At its inception, CLIMAS reported on climate and weather conditions and forecasts through its website and CLIMAS Update newsletter. Beginning with the 2002–2003 End InSight project, CLIMAS closely monitored drought and reported monthly on drought and hydroclimatic conditions through the Southwest Climate Outlook (now in collaboration with Arizona Cooperative Extension). The following section describes other CLIMAS activities related to drought monitoring.
Arizona Drought Monitoring
Monitoring drought status is the backbone of the 2004 Arizona Drought Preparedness Plan. CLIMAS scientists have been members of the multi-agency Arizona Drought Monitoring Technical Committee (MTC) since its inception, and CLIMAS continues to contribute to improvements in drought monitoring. The MTC reports drought status each month to the director of the Arizona Department of Water Resources (ADWR - the lead agency for drought) and in cases of severe drought, to an Interagency Coordinating Committee consisting of representatives from state and federal agencies.
Local Area Impact Assessment Groups
CLIMAS collaborated with Arizona Cooperative Extension and ADWR to develop an innovative program of county-level volunteer drought monitoring through implementation of Local Area Impact Assessment Groups (LAIAGs), as recommended in the Arizona Drought Preparedness Plan. The pilot group was formed in fall 2005 in Cochise County in southeastern Arizona and was made up of participants from across the county.
One function of the LAIAGs was to monitor and report drought impacts to the MTC. LAIAGs provide primarily qualitative reports of drought impacts. These reports were designed to aid the MTC in bridging a key gap in drought status assessments by helping to define the connection between quantitative monitoring data, such as precipitation and streamflow, and the impacts associated with various stages of drought severity. Some LAIAG volunteers also contributed unofficial precipitation observations to Arizona Rain Log, a collaboration between Arizona Cooperative Extension and the SAHRA NSF Science and Technology Center at the University of Arizona. Making the data-impacts connection helped decision makers and emergency managers in anticipating drought impacts and defining appropriate mitigation and response measures. It also helped communities understand local drought conditions and impacts, and better prepare for future drought.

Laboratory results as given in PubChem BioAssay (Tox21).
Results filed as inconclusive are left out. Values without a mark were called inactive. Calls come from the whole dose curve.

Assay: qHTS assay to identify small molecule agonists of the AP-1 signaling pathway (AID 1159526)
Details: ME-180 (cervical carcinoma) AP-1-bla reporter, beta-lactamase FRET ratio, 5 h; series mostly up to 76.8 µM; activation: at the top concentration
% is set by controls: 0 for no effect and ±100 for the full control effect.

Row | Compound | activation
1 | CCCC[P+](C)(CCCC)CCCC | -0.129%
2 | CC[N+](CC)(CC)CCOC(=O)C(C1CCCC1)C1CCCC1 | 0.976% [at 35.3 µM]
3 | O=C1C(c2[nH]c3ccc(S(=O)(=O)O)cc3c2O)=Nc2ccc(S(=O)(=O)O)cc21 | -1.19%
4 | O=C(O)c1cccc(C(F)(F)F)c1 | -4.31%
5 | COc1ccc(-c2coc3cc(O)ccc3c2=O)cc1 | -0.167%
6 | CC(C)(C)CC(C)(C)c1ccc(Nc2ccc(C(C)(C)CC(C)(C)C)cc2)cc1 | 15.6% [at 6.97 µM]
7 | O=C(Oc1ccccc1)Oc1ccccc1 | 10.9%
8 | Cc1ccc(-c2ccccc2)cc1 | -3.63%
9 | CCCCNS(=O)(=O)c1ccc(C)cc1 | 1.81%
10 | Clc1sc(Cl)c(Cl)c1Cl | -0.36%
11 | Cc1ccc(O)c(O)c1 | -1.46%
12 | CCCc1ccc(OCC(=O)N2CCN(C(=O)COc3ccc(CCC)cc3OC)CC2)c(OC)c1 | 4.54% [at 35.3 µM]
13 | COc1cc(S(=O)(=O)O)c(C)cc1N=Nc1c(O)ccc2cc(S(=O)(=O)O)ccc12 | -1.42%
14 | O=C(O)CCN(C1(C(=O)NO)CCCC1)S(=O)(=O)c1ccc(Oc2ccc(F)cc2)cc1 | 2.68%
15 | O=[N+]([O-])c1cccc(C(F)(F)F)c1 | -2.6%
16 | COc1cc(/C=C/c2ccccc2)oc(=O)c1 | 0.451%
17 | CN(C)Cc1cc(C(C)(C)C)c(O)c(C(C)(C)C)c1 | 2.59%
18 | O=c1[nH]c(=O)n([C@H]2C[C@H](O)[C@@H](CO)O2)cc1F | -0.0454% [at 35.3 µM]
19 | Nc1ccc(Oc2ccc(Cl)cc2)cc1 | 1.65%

Drought Impacts Database
With funding from The University of Arizona Water Sustainability Program, CLIMAS began development of a database of existing drought impacts from state agricultural data, news reports, wildlife statistics, and other sources. In conjunction with ADWR and the National Drought Mitigation Center, CLIMAS consolidated the database and developed protocols for data collection and input.
A key aspect of developing climate services for the Southwest is building the capacity for citizens to understand climate information and use it in operations and decisions to mitigate drought-related risk. Over the last several years, CLIMAS and partners such as SAHRA, Arizona Cooperative Extension, the Arizona Water Institute, and others convened workshops on drought, climate variability, and climate change. The goals of the workshops were to improve understanding about climate and how it affects the Southwest, learn how to use various online tools to evaluate climate information, provide fundamental information about developing local-level drought plans, and learn about stakeholder needs for information on drought and climate change.